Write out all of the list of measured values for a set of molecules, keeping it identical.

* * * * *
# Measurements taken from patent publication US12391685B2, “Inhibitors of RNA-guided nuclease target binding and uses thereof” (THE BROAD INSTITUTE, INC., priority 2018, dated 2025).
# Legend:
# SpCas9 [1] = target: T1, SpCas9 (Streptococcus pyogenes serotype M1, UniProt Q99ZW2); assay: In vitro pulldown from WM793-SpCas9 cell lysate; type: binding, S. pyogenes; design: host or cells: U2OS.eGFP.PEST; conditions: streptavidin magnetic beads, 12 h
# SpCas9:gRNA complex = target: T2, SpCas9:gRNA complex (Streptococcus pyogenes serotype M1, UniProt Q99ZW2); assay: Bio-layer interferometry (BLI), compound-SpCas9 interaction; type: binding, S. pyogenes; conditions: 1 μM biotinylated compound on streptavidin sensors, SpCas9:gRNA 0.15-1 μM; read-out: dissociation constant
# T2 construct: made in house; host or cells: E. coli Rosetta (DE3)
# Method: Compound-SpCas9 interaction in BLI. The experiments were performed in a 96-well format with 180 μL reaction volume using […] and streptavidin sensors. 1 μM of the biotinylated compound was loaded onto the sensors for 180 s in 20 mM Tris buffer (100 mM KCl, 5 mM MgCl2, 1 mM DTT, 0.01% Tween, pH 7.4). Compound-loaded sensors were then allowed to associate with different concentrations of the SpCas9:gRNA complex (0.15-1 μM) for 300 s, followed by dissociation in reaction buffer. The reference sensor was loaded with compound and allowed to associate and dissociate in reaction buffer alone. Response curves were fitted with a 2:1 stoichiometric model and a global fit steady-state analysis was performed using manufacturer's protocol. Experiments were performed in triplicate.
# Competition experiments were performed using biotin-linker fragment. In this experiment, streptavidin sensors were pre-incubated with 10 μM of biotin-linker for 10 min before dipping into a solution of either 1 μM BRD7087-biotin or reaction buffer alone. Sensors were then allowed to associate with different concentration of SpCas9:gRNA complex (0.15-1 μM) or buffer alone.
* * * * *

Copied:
# Measurements taken from patent publication US12391685B2, “Inhibitors of RNA-guided nuclease target binding and uses thereof” (THE BROAD INSTITUTE, INC., priority 2018, dated 2025).
# Legend:
# SpCas9 [1] = target: T1, SpCas9 (Streptococcus pyogenes serotype M1, UniProt Q99ZW2); assay: In vitro pulldown from WM793-SpCas9 cell lysate; type: binding, S. pyogenes; design: host or cells: U2OS.eGFP.PEST; conditions: streptavidin magnetic beads, 12 h
# SpCas9:gRNA complex = target: T2, SpCas9:gRNA complex (Streptococcus pyogenes serotype M1, UniProt Q99ZW2); assay: Bio-layer interferometry (BLI), compound-SpCas9 interaction; type: binding, S. pyogenes; conditions: 1 μM biotinylated compound on streptavidin sensors, SpCas9:gRNA 0.15-1 μM; read-out: dissociation constant
# T2 construct: made in house; host or cells: E. coli Rosetta (DE3)
# Method: Compound-SpCas9 interaction in BLI. The experiments were performed in a 96-well format with 180 μL reaction volume using […] and streptavidin sensors. 1 μM of the biotinylated compound was loaded onto the sensors for 180 s in 20 mM Tris buffer (100 mM KCl, 5 mM MgCl2, 1 mM DTT, 0.01% Tween, pH 7.4). Compound-loaded sensors were then allowed to associate with different concentrations of the SpCas9:gRNA complex (0.15-1 μM) for 300 s, followed by dissociation in reaction buffer. The reference sensor was loaded with compound and allowed to associate and dissociate in reaction buffer alone. Response curves were fitted with a 2:1 stoichiometric model and a global fit steady-state analysis was performed using manufacturer's protocol. Experiments were performed in triplicate.
# Competition experiments were performed using biotin-linker fragment. In this experiment, streptavidin sensors were pre-incubated with 10 μM of biotin-linker for 10 min before dipping into a solution of either 1 μM BRD7087-biotin or reaction buffer alone. Sensors were then allowed to associate with different concentration of SpCas9:gRNA complex (0.15-1 μM) or buffer alone.